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Gov. Greg Gianforte on Thursday signed the state’s $12.6 billion biennial spending plan, fulfilling the Legislature’s sole constitutional authority and enshrining tax and spending cuts that he and allied lawmakers championed this session.
The budget comes in more than $100 million slimmer than the proposal that Gianforte brought to the Legislature at the beginning of the session, reflecting spending cuts and policy changes like an end to Medicaid year-round continuous eligibility, which the state did away with through language in the budget. The included tax cuts, which also reflect a significant simplification of Montana’s tax brackets, total more than $60 million a year.
Gianforte in a statement said the budget was bringing “much-needed fiscal restraint” to government in Helena.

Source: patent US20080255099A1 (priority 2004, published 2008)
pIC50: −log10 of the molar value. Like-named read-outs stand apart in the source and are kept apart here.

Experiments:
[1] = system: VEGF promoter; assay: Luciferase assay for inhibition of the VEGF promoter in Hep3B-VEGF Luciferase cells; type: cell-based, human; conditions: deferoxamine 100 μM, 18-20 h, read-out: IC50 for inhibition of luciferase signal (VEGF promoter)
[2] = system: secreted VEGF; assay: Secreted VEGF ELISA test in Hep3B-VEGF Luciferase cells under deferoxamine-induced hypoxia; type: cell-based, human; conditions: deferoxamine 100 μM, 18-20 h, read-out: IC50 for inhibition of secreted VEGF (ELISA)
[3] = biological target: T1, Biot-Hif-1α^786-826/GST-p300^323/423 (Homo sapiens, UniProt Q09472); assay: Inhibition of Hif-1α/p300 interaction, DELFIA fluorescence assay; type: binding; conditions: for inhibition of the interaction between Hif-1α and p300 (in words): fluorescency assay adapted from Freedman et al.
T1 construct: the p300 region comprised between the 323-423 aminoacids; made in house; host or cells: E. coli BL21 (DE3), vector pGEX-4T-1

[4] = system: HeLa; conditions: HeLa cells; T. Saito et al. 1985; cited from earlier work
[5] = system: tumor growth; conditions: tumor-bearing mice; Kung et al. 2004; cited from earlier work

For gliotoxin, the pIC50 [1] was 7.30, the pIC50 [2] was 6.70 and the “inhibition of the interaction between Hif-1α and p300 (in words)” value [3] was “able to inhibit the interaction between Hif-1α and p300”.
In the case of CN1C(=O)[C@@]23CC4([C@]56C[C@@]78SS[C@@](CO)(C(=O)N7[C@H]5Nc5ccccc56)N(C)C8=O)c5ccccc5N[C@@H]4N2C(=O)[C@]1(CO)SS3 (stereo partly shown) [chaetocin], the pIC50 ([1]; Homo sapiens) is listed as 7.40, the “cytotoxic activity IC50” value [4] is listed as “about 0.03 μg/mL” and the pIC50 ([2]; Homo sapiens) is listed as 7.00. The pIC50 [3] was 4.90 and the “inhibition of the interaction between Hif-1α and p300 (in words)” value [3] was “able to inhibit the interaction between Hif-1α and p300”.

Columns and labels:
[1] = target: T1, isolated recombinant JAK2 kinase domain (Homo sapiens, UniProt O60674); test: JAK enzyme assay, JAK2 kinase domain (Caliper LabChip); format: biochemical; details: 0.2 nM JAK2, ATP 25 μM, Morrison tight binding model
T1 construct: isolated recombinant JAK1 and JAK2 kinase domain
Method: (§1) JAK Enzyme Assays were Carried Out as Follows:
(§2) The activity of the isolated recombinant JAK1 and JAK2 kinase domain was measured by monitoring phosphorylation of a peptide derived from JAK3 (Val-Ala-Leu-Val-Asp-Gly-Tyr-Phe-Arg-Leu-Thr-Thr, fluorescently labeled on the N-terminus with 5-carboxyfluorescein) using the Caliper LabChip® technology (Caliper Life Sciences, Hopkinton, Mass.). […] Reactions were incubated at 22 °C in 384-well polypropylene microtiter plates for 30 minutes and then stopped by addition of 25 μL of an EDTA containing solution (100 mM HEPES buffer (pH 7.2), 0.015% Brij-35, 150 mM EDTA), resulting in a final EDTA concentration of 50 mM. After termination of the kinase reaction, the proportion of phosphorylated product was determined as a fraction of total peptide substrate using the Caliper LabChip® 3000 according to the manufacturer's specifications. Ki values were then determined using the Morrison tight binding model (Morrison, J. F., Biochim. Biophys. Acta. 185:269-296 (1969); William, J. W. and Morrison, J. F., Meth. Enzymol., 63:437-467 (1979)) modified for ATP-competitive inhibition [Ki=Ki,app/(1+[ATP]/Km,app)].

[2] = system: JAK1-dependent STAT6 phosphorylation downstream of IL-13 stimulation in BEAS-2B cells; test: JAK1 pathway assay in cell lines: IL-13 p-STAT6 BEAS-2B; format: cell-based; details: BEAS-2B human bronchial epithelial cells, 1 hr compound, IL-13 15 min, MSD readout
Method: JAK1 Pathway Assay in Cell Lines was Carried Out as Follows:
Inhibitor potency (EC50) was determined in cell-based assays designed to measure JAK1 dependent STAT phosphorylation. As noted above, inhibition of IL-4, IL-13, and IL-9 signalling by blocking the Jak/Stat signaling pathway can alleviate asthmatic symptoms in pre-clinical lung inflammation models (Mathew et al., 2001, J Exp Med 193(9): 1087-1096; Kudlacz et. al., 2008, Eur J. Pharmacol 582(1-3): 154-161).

The state has a $350 million ending general fund balance.
The budget was a vehicle for several controversial policy decisions this session, perhaps most prominently the end to continuous eligibility. Republicans in Montana, previously one of only two states who participated in continuous eligibility, argued that tightening requirements for public benefits was important to combat fraud. But Democrats and other critics of the change said that ending continuous eligibility would result in qualified Montanans losing their health coverage through bureaucratic churn.
The budget also contains a $100,000 appropriation to the Montana Secretary of State to fight court challenges to new election laws passed this year and $285,000 to fund a legislative probe into perceived judicial misconduct and bias, part of a broader standoff between the Legislature and the courts stemming from a bill signed this session to overhaul judicial nominations and give more power to the governor.
Lawmakers did make some investments that weren’t subject to the same scrutiny, including a $1 million annual boost in trades education and a $2.5 million-a-year program to incentivize teacher pay increases.
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